Cybernetic orchestra. Orchestration of Docker containers with .NET Core applications in the cloud

    Orchestrators can be used to provide load balancing, scalability and increase resiliency. Among them, the service Kubernetes is now very popular. The easiest way to try it in business is to deploy it in the cloud, which we will do today.

    Note: we continue the series of publications of the full versions of articles from the magazine Hacker. Spelling and punctuation of the author saved.

    Expand AKS

    We go to the portal Azure , click "Create a resource" and find a service called Kubernetes Service.

    Choose a name and DNS prefix to your taste. The name affects how you contact your cluster, but the prefix affects its FQDN.

    The cheapest virtual machine currently costs just over $ 30 per month.

    The second step is to create a service principal. Service principal is a kind of service account under which certain specific tasks can be performed. The advantages are that the rights of such an account can be limited. In addition, you can create any number of such accounts (while the number of regular accounts is limited by subscription). You can find the created service principal accounts in Active Directory among the App Registrations

    RBAC (role-based access control) is the ability to limit or grant access to specific resources (or groups of resources). That is, you can distinguish which users of your subscription have access rights and which ones do not have.

    At the moment, the process takes about 20 minutes, but everything may depend on the configuration.

    Formal tutorials, see the links
    Creating an AKS Cluster with the Portal
    Creating an AKS Cluster with the CLI

    To work we need the Azure command line - CLI (Command Line Interface). It can be installed both under Windows and under macOS or Linux. Personally, I prefer to use the Azure Cloud Shell. This is a command line that runs from an Azure portal page loaded into a browser. To work, it requires a blob storage created. Its cost will be a few cents per month and therefore I prefer not to be soared about installing the CLI on my car.

    Kubernetes supports various container technologies, but let's look at the most popular - Docker. docker.hub allows you to store one private image of the docker for free. If you need more, you can place them for money. But for money, a private docker image can be placed in the Azure Container Registry. Now the prices start from 5 dollars per month (for the base SKU).

    I created an ACR service called myservice. If you also decide to use ACR, then having created the service you will need to get its keys.

    Then it will be possible to log in by executing the command:

    docker login 

    Enter username (myservice) and password from portal (PJSeyO9 = lCMRDI7dGkz68wjhFGRGxSY3)

    Now, going into the project directory, you can build an image, simultaneously marking it with the desired tag. And then send it to the cloud service:

    docker build -t .
    docker push

    Secrets, secrets ... We provide access to the image and save the settings.

    When working with a deployed AKS you need to get his credits. Otherwise, kubectl commands will not be executed. To access the AKS, the following command is executed:

    az aks get-credentials --resource-group KubernetesGroup --name verycoolcluster

    In order to access the docker image located in the docker's repository in a private container, you need to create a secret. If you have a public image, you can skip this step.

    To create a secret file, you need to run a command like this:

    kubectl create secret docker-registry regcred --docker-server=<your-registry-server> --docker-username=<your-name> --docker-password=<your-pword> --docker-email=<your-email>

    If your image is in the docker's repository, the value of <your-registry-server> will be

    For Azure Container Registry, the FQDN will be <registry-name>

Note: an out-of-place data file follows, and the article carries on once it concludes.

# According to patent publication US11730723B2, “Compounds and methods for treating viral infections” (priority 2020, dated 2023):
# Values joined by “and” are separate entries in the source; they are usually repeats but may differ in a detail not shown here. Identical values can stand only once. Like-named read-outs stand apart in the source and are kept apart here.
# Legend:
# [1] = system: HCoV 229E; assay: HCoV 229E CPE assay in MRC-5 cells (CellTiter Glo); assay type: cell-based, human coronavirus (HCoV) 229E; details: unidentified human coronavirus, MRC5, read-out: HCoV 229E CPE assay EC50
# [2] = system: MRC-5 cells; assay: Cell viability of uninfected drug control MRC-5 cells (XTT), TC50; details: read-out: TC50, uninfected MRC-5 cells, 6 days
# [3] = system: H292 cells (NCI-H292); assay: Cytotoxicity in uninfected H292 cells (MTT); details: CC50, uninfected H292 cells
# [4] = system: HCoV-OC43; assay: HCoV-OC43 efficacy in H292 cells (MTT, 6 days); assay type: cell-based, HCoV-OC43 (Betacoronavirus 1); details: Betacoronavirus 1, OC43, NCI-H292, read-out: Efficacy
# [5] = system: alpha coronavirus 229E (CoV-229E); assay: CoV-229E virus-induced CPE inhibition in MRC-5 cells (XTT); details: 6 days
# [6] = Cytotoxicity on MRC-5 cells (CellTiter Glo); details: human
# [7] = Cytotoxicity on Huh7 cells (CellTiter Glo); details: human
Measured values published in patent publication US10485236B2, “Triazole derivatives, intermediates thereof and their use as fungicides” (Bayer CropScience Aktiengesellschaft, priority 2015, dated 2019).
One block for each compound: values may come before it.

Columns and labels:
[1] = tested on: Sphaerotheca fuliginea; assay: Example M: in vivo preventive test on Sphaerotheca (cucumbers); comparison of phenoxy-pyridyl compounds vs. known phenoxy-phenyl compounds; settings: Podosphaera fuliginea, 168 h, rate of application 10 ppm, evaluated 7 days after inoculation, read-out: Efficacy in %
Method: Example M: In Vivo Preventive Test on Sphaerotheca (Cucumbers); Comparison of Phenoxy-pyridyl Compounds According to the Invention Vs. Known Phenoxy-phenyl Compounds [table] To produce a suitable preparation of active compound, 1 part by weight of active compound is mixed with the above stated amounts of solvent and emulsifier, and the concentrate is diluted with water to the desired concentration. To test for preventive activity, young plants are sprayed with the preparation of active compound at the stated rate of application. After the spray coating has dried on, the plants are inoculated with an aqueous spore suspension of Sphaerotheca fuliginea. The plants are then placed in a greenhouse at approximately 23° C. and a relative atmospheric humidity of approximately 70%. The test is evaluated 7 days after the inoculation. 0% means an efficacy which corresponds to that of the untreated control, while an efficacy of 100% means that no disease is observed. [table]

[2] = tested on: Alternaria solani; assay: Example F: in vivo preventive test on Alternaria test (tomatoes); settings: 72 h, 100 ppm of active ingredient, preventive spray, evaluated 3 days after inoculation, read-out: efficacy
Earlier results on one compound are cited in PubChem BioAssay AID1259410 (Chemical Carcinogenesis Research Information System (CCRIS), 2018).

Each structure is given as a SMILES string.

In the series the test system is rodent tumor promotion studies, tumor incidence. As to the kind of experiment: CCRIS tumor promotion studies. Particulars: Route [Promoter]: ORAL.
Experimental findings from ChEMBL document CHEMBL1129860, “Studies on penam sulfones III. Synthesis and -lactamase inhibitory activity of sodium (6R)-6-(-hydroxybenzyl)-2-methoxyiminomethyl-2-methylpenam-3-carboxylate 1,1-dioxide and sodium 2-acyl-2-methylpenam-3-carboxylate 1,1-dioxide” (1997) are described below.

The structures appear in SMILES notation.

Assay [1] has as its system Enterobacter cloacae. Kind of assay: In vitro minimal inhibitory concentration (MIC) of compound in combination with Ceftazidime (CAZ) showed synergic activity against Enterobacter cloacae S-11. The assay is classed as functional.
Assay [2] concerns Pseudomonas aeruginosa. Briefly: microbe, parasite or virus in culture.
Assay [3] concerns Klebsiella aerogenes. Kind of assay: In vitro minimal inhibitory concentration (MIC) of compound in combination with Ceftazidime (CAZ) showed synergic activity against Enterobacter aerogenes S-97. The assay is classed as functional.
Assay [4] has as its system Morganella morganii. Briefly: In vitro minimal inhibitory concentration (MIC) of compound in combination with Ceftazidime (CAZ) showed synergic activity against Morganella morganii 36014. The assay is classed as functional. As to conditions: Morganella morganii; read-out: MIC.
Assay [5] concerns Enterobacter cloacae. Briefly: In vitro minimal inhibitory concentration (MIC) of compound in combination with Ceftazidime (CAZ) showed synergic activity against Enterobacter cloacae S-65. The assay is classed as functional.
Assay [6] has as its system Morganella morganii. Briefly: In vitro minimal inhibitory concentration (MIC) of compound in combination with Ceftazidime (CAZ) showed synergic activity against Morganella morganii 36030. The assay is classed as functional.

That is, to create a secret for the container in my case, I ran:

    kubectl create secret docker-registry regcred --docker-server="" --docker-username="myservice" --docker-password="PJSeyO9=lCMRDI7dGkz68wjhFGRGxSY3" --docker-email=""

    You can now view the contents of the created secret file using the command:

    kubectl get secret regcred --output=yaml


    If you use AKS, you can not create a secret file, but provide access to the AKS service to the ACR service in another way - by running a special script. You can take it from the next page:

    Authenticate with Azure Container Registry from Azure Kubernetes Service

    # Get the id of the service principal configured for AKS
    CLIENT_ID=$(az aks show --resource-group $AKS_RESOURCE_GROUP --name $AKS_CLUSTER_NAME --query "servicePrincipalProfile.clientId" --output tsv)
    # Get the ACR registry resource id
    ACR_ID=$(az acr show --name $ACR_NAME --resource-group $ACR_RESOURCE_GROUP --query "id" --output tsv)
    # Create role assignment
    az role assignment create --assignee $CLIENT_ID --role Reader --scope $ACR_ID

    You can simply modify the values ​​of the variables AKS * and ACR *, then copy the script and paste it into the Azure CLI or Cloud Shell.

    Kubernetes contains a secure credential storage. That is, you can create a file with settings and access to these settings will be difficult to obtain from the outside. This file usually contains database connection strings and some credits. If you don’t have such information in the application (is it true?), Then you can skip this step.

    In order to create a configuration file from the command line, we first need to consider the vi commands.

    vi <имя файла>

    will create a file if it is missing or open an existing one

    To save the changes made, press ESC and then ZZ

    To just exit without saving ESC and after: q!

    Very abbreviated description, but it should be enough. I can add that the use of the Insert key can be very useful.

    So, through the Azure Cloud Shell create a file with an arbitrary name (say, appsettings.json) and the necessary content for you. Suppose so:

      "ConnectionString": "some secret string goes there"

    And after you execute the command:

    kubectl create secret generic secret-appsettings --from-file=/home/youraccount/appsettings.json

    This command will create a secret with settings under the name secret-appsettings.
    You can find out which way to replace / home / youraccount with the help of the pwd command

    Create deployment

    Deployments are designed for stateless services. They describe how Pods and ReplicaSets will be created and how they will be updated. A pod is a group of containers (or one container) that work in the same environment. The purpose of ReplicaSet is to control that the specified number of pod will be launched and will constantly work.